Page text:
Apart from opening up the source code to QNX, the company will also launch a new community portal website, 'Foundry27', where QNX "customers and developers can access a wealth of resources relating to the QNX Neutrino RTOS and the QNX Momentics IDE, as well as to new community projects". After a free registration, users can choose from three different software licenses, after which they get access to free versions of many QNX products, including the source code for many of these products. "Not only can developers view the QNX Neutrino source code, but they can improve, modify, or extend that code for their own purposes or for the community at large. They can then choose to contribute back those changes to QNX Software Systems and the QNX development community or to keep their modifications private and proprietary."
As some of you may know, I am a huge fan of QNX and its PhotonUI, and have more than once regretted QNX apparent lack of interest in sustaining the 'desktop version' (so to speak) of its operating system. While this lack of interest was completely justifiable from a financial standpoint, it was a blow to an OS enthusiast like me - and on top of that, a proponent of the microkernel design.
A few weeks ago, I wrote: "It is sad that an operating system with such potential is held back by its parent company." This may very well change due to today's big announcement.
Interview: Dan Dodge, CEO of QNX
Last week, I was given the opportunity to interview (via email) Dan Dodge, CEO of QNX, about today's announcement and its implications.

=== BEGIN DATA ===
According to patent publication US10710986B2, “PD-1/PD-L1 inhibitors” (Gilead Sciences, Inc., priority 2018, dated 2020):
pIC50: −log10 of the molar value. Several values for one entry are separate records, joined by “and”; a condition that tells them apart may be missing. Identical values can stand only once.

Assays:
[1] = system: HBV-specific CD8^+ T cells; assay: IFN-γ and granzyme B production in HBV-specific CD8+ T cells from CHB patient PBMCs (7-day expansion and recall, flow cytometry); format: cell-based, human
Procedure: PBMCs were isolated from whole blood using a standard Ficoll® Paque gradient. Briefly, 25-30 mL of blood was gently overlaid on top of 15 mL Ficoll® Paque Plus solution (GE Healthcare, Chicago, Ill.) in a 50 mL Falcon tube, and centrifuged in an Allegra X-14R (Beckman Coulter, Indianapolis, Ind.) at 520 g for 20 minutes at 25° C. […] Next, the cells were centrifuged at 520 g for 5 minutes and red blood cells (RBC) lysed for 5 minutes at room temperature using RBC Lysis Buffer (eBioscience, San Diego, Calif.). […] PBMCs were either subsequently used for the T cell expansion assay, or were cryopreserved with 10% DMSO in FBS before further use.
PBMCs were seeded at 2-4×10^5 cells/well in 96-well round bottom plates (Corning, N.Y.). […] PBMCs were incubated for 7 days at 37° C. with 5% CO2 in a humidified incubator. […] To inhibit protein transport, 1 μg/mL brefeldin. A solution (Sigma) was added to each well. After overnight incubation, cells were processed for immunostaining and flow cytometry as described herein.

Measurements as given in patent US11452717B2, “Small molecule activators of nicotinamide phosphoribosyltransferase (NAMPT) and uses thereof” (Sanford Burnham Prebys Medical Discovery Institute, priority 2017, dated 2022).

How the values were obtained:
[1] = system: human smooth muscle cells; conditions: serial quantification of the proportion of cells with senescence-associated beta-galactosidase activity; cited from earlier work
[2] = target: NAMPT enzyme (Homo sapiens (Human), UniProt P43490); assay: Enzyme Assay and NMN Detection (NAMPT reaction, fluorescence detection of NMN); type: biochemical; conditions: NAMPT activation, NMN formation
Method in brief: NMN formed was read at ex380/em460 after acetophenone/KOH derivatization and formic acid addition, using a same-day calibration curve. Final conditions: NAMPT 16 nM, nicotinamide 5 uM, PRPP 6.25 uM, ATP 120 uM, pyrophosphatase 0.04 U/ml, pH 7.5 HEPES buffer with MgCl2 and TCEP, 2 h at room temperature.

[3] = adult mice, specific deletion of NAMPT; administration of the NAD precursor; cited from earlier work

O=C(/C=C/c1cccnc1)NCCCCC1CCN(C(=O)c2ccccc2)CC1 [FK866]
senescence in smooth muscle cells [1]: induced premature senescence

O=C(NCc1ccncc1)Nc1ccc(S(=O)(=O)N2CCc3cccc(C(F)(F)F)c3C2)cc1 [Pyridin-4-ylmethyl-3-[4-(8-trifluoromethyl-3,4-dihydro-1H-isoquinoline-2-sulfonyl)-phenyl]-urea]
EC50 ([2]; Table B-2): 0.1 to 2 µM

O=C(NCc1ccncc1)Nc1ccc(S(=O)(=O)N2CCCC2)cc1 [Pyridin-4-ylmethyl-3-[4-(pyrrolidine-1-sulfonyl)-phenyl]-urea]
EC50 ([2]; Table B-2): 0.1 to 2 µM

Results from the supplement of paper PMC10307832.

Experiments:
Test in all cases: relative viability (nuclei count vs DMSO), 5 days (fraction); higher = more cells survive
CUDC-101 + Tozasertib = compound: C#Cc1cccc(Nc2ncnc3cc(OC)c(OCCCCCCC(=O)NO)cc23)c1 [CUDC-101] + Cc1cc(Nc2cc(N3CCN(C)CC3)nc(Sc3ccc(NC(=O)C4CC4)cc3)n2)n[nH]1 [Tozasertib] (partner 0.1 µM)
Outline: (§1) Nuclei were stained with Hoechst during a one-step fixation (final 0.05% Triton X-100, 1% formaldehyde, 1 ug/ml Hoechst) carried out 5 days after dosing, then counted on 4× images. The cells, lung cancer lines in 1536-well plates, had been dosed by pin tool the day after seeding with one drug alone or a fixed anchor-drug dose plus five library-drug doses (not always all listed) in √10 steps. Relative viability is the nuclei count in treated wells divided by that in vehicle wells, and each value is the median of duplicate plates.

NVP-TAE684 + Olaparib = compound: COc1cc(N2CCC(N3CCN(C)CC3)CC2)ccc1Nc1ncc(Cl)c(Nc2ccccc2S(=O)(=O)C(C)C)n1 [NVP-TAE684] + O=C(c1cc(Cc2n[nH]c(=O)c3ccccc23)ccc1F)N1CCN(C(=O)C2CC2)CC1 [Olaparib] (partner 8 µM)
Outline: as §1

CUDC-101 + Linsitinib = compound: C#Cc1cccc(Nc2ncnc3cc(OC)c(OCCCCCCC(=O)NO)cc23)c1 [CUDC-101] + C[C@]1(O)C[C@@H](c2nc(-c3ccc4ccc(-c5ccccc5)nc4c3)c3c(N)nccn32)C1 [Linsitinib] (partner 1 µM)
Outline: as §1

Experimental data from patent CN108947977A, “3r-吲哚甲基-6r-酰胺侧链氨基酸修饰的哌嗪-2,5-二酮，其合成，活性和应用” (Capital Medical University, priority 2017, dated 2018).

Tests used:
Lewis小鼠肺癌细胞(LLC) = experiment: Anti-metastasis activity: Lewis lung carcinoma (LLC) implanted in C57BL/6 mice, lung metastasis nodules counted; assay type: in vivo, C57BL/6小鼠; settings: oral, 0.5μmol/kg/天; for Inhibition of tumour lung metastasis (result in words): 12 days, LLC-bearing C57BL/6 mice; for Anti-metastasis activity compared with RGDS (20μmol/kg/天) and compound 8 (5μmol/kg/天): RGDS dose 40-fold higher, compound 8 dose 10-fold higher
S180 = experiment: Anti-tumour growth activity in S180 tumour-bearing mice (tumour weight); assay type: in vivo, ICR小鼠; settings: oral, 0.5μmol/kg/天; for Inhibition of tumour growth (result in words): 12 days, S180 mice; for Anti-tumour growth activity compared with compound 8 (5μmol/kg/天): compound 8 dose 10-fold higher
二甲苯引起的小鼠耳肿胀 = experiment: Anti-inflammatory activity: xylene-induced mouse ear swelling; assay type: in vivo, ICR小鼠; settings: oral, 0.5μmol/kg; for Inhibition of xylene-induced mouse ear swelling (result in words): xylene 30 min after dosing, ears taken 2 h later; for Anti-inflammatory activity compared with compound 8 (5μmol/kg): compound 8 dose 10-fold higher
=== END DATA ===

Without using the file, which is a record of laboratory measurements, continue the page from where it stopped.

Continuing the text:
1. Why is QNX opening its source code?Dan Dodge: It's important to remember that we're not simply publishing our source code; we're also making our development process transparent, for everyone to see. From now on, we are going to develop our products out in the open and allow the QNX community to participate in the process. We've done this for three reasons. First, to give software developers the benefits of accessible source, such as faster debugging, easier customization, and better integration of application code. Second, to give our business customers faster time to market and a greater sense of vendor independence. And third, to encourage an active community that includes not only commercial developers, but also hobbyists, technology partners, and academic researchers. In fact, we've launched a new community website, Foundry27, where members of the QNX community can access source repositories, share code with another, and even start new projects. 2. What portions of the QNX platform can be accessed in source form? Will it include the Photon microGUI? Dan: The initial release includes the source code for the QNX Neutrino microkernel - the crown jewels of our OS technology. The release also provides source code for many board support packages, published under the Apache 2.0 license. Mind you, this is just Phase 1. Over the coming months, we plan to publish the source for many more modules: networking stacks, file systems, utilities, and, of course, the Photon microGUI. How about the various drivers, for instance for 3D acceleration? Yes, we also intend to publish source code for device drivers, graphics drivers included. 3. How does this differ from an open source project? Dan: If you're a developer, everything will look and feel like an open source project: You can access QNX source code, track our product development in real time, and, best of all, participate in the development process - whether by providing input, posting bug reports, or offering up code modifications. The big difference is in the licensing: Rather than publish our source code under a reciprocal license like the GPL, we've opted for a licensing model that offers flexible terms for derivative works. So if you modify QNX source code, you can either keep your modifications proprietary or donate them back to the QNX community. The choice is yours. I invite everyone to visit our web site and download Lawrence Rosen's paper, titled "The New QNX Hybrid Software Model". Lawrence served as a lawyer for the Open Source Initiative, and he offers a lot of insight into how the new QNX model offers benefits of open source - but without being open source. 4. How will this initiative affect your current customers and partners? Dan: It's a win-win situation. Our customers develop software themselves, so they immediately grasp the advantages of accessible source code and transparent development. In fact, their response so far has been extremely positive. The same goes for our technology partners: they see this initiative as providing a simpler way to integrate their technologies with ours. And that, in turn, will provide more technology choices for our customer base. 5. How does QNX expect to be successful with this change in the business model? Dan: Today, QNX Software's revenue comes from a mix of products and services, including runtime royalties, development tool sales, custom engineering, and technical support. None of that will change: Anyone who uses QNX's technology to build commercial products will still need to purchase commercial development seats and runtime redistribution licenses. The big difference is that we now expect more people to choose QNX for their commercial projects. That's because our new model will make it far easier to access, experiment with, and distribute QNX technology. It will also encourage a larger ecosystem of complementary products. 6. What is available in the evaluation download? Dan: Besides accessing OS source code, developers can download the full binary version of our QNX Momentics development suite, which includes tools, an Eclipse-based IDE, and the QNX Neutrino RTOS. This isn't a crippled version of our product, but the real thing: it's all there for you to play with. In fact, if you qualify as a partner or noncommercial user, you get a free perpetual license to use the technology. No time limits. 7. Which license(s) will be used for the open source parts? Dan: We aren't releasing the OS code under an open source license. Rather, we're using a commercial-friendly licensing model that gives developers and customers the option of either keeping their source modifications or donating them back to the community. If fact, we're providing three licenses: one for commercial users, one for noncommercial users, and one for QNX technology partners. When you register, you identify which license is appropriate to your interests. For instance, if you're a student, academic faculty member, or hobbyist developer, you choose the noncommercial license, which provides access to development tools and runtime components free of charge. 8. Will it be possible for 3rd parties/the community to create a 'distribution' of QNX specifically tailored for desktop usage? Dan: Definitely. In fact, developers could even take the existing OS code and port it to hardware architectures that QNX doesn't currently support. QNX will, of course, maintain its strong focus on the embedded market; it's our bread and butter. But flexibility is a key strength of our architecture, so we're sure that the community will take it in some interesting directions, the desktop included. 9. What do you see QNX looking like in 3 years? How about 10? Dan: All of our competitors offer pretty much the same thing: an RTOS and, in many cases, tools. The problem is, this model hasn't kept pace with market demands, and embedded customers now need solutions that are far more comprehensive. That's why we've been transitioning to a company that also provides middleware for industry-specific requirements. Our multimedia middleware, for instance, is so comprehensive that in many cases the customer simply has to tweak the user interface and a few other parameters. Right now, we're the leading RTOS provider for the automotive telematics and infotainment market. But in three years, people will also see us as that market's leading middleware provider. We will also have grown our footprint as a major middleware provider for the consumer market, particularly in multimedia. As for 10 years from now, I have no doubt that QNX technology will be in more devices than you can count. And while I won't hazard a guess as to what those devices will be, one thing is for sure: we'll still be having fun creating software that makes those devices as cool and reliable as they can be!